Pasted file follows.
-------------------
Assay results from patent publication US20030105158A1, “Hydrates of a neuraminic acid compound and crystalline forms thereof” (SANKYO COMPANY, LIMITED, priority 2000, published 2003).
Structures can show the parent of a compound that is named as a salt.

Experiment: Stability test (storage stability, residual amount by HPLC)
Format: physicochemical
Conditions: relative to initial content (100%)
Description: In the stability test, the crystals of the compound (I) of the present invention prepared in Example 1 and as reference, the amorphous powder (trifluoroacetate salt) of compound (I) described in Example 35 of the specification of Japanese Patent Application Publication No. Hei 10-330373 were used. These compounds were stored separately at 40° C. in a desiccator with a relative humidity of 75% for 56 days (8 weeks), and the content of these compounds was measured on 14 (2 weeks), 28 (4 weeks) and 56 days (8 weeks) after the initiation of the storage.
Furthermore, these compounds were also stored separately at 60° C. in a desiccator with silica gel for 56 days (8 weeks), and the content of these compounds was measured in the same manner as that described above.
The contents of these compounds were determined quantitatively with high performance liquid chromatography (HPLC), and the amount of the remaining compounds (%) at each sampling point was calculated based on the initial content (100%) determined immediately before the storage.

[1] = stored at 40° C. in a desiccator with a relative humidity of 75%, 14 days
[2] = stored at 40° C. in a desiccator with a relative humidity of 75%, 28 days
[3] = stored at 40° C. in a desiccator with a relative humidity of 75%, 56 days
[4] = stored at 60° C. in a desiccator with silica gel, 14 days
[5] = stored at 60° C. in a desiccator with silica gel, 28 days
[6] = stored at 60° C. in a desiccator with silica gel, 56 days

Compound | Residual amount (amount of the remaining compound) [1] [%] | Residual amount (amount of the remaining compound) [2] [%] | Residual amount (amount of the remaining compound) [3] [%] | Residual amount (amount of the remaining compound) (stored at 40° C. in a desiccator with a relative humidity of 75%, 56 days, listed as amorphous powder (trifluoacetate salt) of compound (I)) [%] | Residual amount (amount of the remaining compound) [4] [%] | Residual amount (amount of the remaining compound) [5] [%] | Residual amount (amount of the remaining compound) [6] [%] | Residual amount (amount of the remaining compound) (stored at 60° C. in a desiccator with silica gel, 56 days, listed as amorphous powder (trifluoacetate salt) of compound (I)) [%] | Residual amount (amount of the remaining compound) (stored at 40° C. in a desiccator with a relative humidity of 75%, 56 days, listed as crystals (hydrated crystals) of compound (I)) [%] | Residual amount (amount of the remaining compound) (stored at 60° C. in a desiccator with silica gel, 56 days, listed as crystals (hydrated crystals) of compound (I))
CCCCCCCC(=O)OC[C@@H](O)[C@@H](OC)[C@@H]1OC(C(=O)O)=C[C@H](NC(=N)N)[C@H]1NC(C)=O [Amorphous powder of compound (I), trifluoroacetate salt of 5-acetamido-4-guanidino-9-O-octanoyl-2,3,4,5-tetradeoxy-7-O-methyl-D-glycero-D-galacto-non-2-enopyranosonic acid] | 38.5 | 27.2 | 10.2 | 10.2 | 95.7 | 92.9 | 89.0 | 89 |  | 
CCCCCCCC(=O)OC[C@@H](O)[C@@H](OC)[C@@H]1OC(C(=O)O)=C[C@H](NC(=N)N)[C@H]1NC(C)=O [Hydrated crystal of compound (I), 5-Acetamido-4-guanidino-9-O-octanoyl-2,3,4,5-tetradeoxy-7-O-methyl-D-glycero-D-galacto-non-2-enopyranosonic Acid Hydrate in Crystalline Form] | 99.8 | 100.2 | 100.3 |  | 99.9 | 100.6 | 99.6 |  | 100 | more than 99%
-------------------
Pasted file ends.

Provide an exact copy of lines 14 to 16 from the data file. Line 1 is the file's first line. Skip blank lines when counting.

[6] = stored at 60° C. in a desiccator with silica gel, 56 days

Compound | Residual amount (amount of the remaining compound) [1] [%] | Residual amount (amount of the remaining compound) [2] [%] | Residual amount (amount of the remaining compound) [3] [%] | Residual amount (amount of the remaining compound) (stored at 40° C. in a desiccator with a relative humidity of 75%, 56 days, listed as amorphous powder (trifluoacetate salt) of compound (I)) [%] | Residual amount (amount of the remaining compound) [4] [%] | Residual amount (amount of the remaining compound) [5] [%] | Residual amount (amount of the remaining compound) [6] [%] | Residual amount (amount of the remaining compound) (stored at 60° C. in a desiccator with silica gel, 56 days, listed as amorphous powder (trifluoacetate salt) of compound (I)) [%] | Residual amount (amount of the remaining compound) (stored at 40° C. in a desiccator with a relative humidity of 75%, 56 days, listed as crystals (hydrated crystals) of compound (I)) [%] | Residual amount (amount of the remaining compound) (stored at 60° C. in a desiccator with silica gel, 56 days, listed as crystals (hydrated crystals) of compound (I))
CCCCCCCC(=O)OC[C@@H](O)[C@@H](OC)[C@@H]1OC(C(=O)O)=C[C@H](NC(=N)N)[C@H]1NC(C)=O [Amorphous powder of compound (I), trifluoroacetate salt of 5-acetamido-4-guanidino-9-O-octanoyl-2,3,4,5-tetradeoxy-7-O-methyl-D-glycero-D-galacto-non-2-enopyranosonic acid] | 38.5 | 27.2 | 10.2 | 10.2 | 95.7 | 92.9 | 89.0 | 89 |  | 